Book: ‘Nobody Move’ settles in with charming lowlifes


Nobody Move
By Denis Johnson. FSG Books; 196 pgs., $24.99.

Nobody move — and no one will, at least while enthralled by the pages of Denis Johnson’s new book, “Nobody Move.” Johnson follows up his National Book Award-winning novel, “Tree of Smoke,” with this hardboiled throwback to the L.A. crime novels of the late ’40s and ’50s.

Being a fan of the fiction of Raymond Chandler, I often wondered how such material could be revamped for audiences today, especially without the quirky toughness of Philip Marlowe to cool our heels at the exact moment the action gets white hot. Instead of one wisecracking PI, Johnson conjures a variety of charming lowlifes, including one Anita Desilvera, a Native-American beauty who guzzles Popov swill and likes to hog the karaoke machine at the Ramada Inn so she doesn’t have to endure the same drunken butchering from others. Then there’s dumb thug Gambol who likes to chomp on the testicles of his double-crossers, and his crime boss, “Juarez,” who pretends to be Mexican so as not suffer post-9/11 anti-Arab discrimination in the kingpin underground.

So what else sets this new breed of crooks and desperados apart? For one, they drive matching Cadillac Broughams (pronounced bro-hams in Watts) and blare out Damn The Torpedoes as they muscle through the desert in hotrod Camaros. Some even compete in local barbershop a cappella tournaments, while others don’t hesitate to interrupt an “interrogation” to tout the value of a good steak at Outback. Make no mistake, every character in “Nobody Move” thrives with wit and vitality, and as ruthless and cruel as each misfit proves to be, there’s always a bandage ready to come off their wounds and rip the reader into their macabre plight.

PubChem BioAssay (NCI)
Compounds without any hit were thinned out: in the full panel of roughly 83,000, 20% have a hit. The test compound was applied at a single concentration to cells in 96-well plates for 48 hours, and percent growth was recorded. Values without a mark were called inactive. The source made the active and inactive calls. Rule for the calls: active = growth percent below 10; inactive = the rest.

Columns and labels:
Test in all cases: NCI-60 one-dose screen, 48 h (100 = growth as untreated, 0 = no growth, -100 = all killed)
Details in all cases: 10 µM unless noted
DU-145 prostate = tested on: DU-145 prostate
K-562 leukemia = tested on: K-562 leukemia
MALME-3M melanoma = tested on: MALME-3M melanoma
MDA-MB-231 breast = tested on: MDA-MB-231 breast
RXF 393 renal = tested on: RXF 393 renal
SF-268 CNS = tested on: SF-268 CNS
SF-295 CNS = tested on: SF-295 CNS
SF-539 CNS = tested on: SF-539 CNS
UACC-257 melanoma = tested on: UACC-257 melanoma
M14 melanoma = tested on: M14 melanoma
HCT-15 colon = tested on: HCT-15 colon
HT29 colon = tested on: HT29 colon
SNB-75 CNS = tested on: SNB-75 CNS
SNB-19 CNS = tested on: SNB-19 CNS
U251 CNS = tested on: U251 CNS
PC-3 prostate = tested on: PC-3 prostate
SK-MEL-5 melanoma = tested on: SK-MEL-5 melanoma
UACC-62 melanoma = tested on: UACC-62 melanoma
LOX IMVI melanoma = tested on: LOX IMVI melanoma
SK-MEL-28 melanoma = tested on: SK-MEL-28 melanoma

Perhaps the most unique addition to the genre is the on-the-page inclusion of one of those drunken hookups that fade out between chapters of “The Maltese Falcon” and “The Big Sleep.” Of course the publishing decorum of the ’40s and ’50s wouldn’t allow for such blatant carnality, but it’s a safe bet — given how much they liked to knock ’em back — that there were plenty of sloshed bedroom bumblings, the reality of which always had to remain undisclosed. This is not the case in “Nobody Move.” Even if Chandler had the same legerdemain as writers today, I don’t think he would’ve been able to dial down his patented machismo into something so clumsy yet still tender and sexy as Johnson accomplishes here.     

Denis Johnson astounded critics in the early ’90s with his debut collection of short stories entitled “Jesus’ Son.” His Vietnam epic “Tree of Smoke” vaulted him into the elite of the American literary firmament, though many critics and fellow writers already esteemed him so, not only by his fiction, but by the ample verve of his poetry, plays and essays. Perhaps the most impressive thing about Johnson’s body of work is his ability to flourish throughout a variety of literary forms while at the same time excavating unmatched portholes into the estranged psyche of the American West. Indeed, there are times in “Nobody Move” when I have to put the book down so as to let certain passages sizzle in my imagination.

For those uninitiated in Denis Johnson’s fiction, there’s no better place to start: Surly, cool and quick-as-a-bullet to read, “Nobody Move” refuses to relent. Others enamored of the terse, drug-addled voices of “Jesus’ Son” will no doubt be entertained by this indie rock reverb of the American crime classic.